Fall 2021

Melodrama and the shock of the new

By: Joanne Shattock, Joanne Wilkes, Katherine Newey, Valerie Sanders

in Literary and Cultural Criticism from the Nineteenth Century


The most significant dramatic innovation of the nineteenth century was the naturalisation of melodrama into the English theatre. English melodrama was made out of French revolutionary politics and the populist art of melo-drame – literally ‘music-play’ – adapted so as to evade censorship of the Lord Chamberlain and his Examiner of Plays. The radicalism of the play’s structure of feeling, its production and communication of highly emotional states, linked to oppression and power, did not escape the observers and critics of the period. Baillie’s theorising on strong emotion resonates with contemporary Romantic discourse but also prefigures the discussions and theorisations of the place of emotion in acting which were threaded through critical discourse on the stage throughout the nineteenth century.

Whiteface Marionettes: John Huston’s Comic Melodrama

by Stacy I. Morgan

in Frankie and Johnny: Race, Gender, and the Work of African American Folklore in 1930s America

About this book

Originating in a homicide in St. Louis in 1899, the ballad of “Frankie and Johnny” became one of America’s most familiar songs during the first half of the twentieth century. It crossed lines of race, class, and artistic genres, taking form in such varied expressions as a folk song performed by Huddie Ledbetter (Lead Belly); a ballet choreographed by Ruth Page and Bentley Stone under New Deal sponsorship; a mural in the Missouri State Capitol by Thomas Hart Benton; a play by John Huston; a motion picture, She Done Him Wrong, that made Mae West a national celebrity; and an anti-lynching poem by Sterling Brown. In this innovative book, Stacy I. Morgan explores why African American folklore—and “Frankie and Johnny” in particular—became prized source material for artists of diverse political and aesthetic sensibilities. He looks at a confluence of factors, including the Harlem Renaissance, the Great Depression, and resurgent nationalism, that led those creators to engage with this ubiquitous song. Morgan’s research uncovers the wide range of work that artists called upon African American folklore to perform in the 1930s, as it alternately reinforced and challenged norms of race, gender, and appropriate subjects for artistic expression. He demonstrates that the folklorists and creative artists of that generation forged a new national culture in which African American folk songs featured centrally not only in folk and popular culture but in the fine arts as well.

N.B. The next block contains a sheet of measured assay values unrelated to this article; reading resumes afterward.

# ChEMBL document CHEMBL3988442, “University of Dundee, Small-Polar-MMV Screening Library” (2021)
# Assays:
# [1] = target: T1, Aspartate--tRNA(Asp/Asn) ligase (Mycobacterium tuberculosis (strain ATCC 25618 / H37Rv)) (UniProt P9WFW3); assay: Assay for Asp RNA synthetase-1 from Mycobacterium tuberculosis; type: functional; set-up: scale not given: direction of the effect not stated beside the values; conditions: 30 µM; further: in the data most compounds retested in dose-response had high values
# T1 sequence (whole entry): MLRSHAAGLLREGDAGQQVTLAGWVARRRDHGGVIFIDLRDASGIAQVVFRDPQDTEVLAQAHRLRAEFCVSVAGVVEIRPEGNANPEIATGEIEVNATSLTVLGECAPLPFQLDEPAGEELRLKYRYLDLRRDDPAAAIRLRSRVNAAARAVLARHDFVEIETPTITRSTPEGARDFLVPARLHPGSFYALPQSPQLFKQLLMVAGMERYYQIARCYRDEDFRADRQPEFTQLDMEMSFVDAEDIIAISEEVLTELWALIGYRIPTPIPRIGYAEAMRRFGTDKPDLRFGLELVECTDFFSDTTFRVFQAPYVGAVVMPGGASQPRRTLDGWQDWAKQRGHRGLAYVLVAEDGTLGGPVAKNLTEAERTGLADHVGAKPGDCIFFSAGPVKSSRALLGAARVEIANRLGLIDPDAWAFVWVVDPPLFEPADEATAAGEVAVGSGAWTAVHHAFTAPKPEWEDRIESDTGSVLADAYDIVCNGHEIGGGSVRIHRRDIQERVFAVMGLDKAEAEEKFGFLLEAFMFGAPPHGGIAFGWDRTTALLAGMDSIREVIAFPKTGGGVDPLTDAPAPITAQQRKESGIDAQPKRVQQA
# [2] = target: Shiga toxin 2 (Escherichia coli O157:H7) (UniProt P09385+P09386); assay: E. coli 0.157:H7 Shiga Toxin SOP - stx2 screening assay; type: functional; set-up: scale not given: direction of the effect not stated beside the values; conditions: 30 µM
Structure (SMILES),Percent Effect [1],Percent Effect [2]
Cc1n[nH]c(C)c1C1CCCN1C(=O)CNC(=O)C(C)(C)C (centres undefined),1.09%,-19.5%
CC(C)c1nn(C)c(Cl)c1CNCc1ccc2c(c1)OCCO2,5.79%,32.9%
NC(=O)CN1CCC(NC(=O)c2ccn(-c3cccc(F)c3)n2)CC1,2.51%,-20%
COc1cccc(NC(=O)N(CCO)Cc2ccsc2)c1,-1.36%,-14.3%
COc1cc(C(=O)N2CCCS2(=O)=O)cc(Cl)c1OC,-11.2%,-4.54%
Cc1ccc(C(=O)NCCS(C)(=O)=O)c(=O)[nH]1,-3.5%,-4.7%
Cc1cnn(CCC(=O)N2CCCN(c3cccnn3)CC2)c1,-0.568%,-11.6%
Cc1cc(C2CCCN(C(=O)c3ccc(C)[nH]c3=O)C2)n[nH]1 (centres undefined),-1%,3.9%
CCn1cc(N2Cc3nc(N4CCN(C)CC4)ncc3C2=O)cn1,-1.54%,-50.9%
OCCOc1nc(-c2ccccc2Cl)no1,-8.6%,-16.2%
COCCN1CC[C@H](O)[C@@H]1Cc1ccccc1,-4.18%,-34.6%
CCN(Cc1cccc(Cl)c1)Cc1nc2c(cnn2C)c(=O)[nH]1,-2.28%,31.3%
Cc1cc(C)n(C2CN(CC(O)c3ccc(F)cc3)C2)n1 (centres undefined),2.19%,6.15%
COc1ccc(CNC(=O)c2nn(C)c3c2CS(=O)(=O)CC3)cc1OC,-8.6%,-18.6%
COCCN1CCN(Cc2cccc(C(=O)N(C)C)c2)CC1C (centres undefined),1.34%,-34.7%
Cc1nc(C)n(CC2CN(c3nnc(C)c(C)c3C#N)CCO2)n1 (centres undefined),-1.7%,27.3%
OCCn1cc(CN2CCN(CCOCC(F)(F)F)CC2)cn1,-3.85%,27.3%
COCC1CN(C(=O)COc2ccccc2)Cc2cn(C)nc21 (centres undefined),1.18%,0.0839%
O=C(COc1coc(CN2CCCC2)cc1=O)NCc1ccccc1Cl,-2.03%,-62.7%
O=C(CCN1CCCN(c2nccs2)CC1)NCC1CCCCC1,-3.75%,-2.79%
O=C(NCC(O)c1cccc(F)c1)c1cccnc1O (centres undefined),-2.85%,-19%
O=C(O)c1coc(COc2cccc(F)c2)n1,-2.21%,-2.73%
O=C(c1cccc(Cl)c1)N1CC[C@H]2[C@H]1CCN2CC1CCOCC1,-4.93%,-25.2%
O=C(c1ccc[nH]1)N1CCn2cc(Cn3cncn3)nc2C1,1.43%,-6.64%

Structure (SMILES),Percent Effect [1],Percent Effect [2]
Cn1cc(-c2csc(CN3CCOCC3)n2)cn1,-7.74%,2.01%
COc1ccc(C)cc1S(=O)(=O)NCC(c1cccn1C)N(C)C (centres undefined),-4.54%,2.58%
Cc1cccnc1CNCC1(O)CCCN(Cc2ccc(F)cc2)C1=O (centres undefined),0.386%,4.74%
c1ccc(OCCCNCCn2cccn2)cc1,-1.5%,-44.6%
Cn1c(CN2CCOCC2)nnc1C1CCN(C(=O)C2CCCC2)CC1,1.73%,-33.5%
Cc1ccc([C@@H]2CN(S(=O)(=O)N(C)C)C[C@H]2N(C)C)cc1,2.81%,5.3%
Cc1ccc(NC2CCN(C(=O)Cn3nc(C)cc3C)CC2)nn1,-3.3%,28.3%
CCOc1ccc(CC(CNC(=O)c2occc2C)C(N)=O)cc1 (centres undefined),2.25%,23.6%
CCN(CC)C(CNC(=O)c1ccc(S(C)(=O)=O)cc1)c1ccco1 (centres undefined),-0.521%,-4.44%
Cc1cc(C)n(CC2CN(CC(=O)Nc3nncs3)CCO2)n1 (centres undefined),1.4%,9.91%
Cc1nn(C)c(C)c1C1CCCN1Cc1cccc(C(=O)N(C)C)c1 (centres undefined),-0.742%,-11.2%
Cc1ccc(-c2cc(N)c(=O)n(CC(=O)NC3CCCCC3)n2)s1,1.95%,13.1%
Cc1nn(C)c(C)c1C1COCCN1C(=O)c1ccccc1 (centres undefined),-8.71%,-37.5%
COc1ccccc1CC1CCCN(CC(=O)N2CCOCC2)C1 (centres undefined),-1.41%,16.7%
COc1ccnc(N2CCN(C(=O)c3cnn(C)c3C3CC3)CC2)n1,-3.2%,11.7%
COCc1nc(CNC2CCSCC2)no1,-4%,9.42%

Ang Lee’s Tears: Digital Global Melodrama in The Wedding Banquet, Hulk, and Gemini Man
By Jane Hu
in Verge: Studies in Global Asias Vol. 7, No. 2

Over the past three decades, the Taiwanese-born director Ang Lee has risen on the world stage by taking up a range of vernacular film genres while increasingly mobilizing an array of digital filmmaking techniques. From Lee’s debut Taiwanese arthouse films to Sense and Sensibility to subsequent Hollywood Westerns, CGI superhero blockbusters, and action thrillers, the diasporic filmaker’s body of work has become difficult to classify in terms of both genre and geopolitics. As Lee continues to explore new digital effects filmmaking, his later work appears to depart from his initial Taiwanese indies, which prominently featured Chinese characters in Chinese plots. If anything, these ongoing technological experimentations often imply the distortion or deconstruction of “authentic” bodies that once marked his earlier work. Lee’s most recent two films, Billy Lynn’s Long Halftime Walk (2016) and Gemini Man (2019), for instance, were not only explicitly marketed as high-tech digital productions featuring spectacular visual effects; they were also implicitly marketed without any discernibly Chinese characters.

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